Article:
A little under two weeks from Election Day, several things seem to be becoming fairly obvious. The majority of the American people have decided that President Barack Obama and the Democrats' expensive big-government policies are egregious. The economy is not recovering.
But let's zero in on something that might carry a bit more salience for us on campus - what exactly happened to Obama's young student supporters?
A new Associated Press-mtvU poll shows that only 44 percent of college students across the country approve of Obama's job performance. In May of 2009, his support was at 60 percent. These numbers now put college students in line with the national mood about the president. And let's be honest: At the campus town hall last week at GW, the audience members looked less than excited, or at least nothing compared to the energy seen around campus in 2008.
I referred to this phenomenon of falling support last fall - although now it seems much more pronounced - as the "Obama hangover."
Young voters did not rally around Obama and the Democrats in that election in support of his liberal, big-spending economic policies. Rather, Obama's campaign represented something markedly less policy-oriented, a departure from the socially conservative nature of American politics that educated young people saw as retrograding back to their ideals. The election of a black president signified a final condemnation of the racist elements of our past; a progressive Congress would intelligently discuss issues like global warming on the merits of science and not petty ignorance; a less religiously oriented administration would help America move into the 21st century. Above all, Obama's commitment to a post-partisan, calmer and more cordial Washington would take Americans away from the divisive politics of the past two decades and move us into a new century, one where we can begin to solve our problems.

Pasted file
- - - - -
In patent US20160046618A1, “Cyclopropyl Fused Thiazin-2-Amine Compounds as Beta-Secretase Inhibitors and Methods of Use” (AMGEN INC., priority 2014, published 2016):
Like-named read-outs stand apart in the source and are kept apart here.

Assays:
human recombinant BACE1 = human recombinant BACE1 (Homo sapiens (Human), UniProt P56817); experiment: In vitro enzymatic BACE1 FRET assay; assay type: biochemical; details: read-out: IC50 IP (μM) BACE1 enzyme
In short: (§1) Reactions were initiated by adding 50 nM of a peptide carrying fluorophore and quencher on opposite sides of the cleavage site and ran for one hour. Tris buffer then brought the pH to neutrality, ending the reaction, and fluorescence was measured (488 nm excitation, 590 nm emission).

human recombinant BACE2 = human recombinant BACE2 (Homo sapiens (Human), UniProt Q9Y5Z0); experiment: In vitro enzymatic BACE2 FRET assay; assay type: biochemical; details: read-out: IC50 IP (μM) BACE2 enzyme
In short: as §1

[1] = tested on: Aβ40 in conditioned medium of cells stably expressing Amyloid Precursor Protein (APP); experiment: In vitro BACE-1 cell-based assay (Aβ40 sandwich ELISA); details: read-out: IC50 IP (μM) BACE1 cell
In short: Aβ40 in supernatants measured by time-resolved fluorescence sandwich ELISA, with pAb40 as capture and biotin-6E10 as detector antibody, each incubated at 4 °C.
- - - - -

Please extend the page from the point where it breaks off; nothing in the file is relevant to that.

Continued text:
The overarching theme of Obama's campaign - the post-partisan one - has failed miserably. The Democrats took advantage of the national mood to launch a lurching, left-wing economic agenda that Americans, from the start, had little appetite for. This may have pleased our more liberal friends, but some young people questioned if they really signed up for what Congress was feeding them. Yet, those on the left could hardly be celebratory, for while their economic agenda was unfolding, their frustrations over the escalating war in Afghanistan were mounting.
Political partisanship has reached a fever pitch in Washington, where Americans' relationship with government is being hotly debated and aggressively changed.
On top of all of this, the number one issue on voters' minds, the economy, has been a damper. Obama's economic policy has not worked. Young people, ever wary of graduation, student loan payments and job hunting, are becoming increasingly frustrated and disappointed by a government that is failing to fix the situation, without seeming to care.
This, of course, isn't all Obama's fault. But Obama has done little to prevent this mess from happening. If the president is relying on young people to propel him to victory again, he needs to look at the smoldering rubble that will be his party Nov. 3, and begin to govern on the principles that our generation expected from him to begin with.
-The writer, a senior majoring in political communication, is a Hatchet columnist.
Readers can visit the Forum to comment on this column.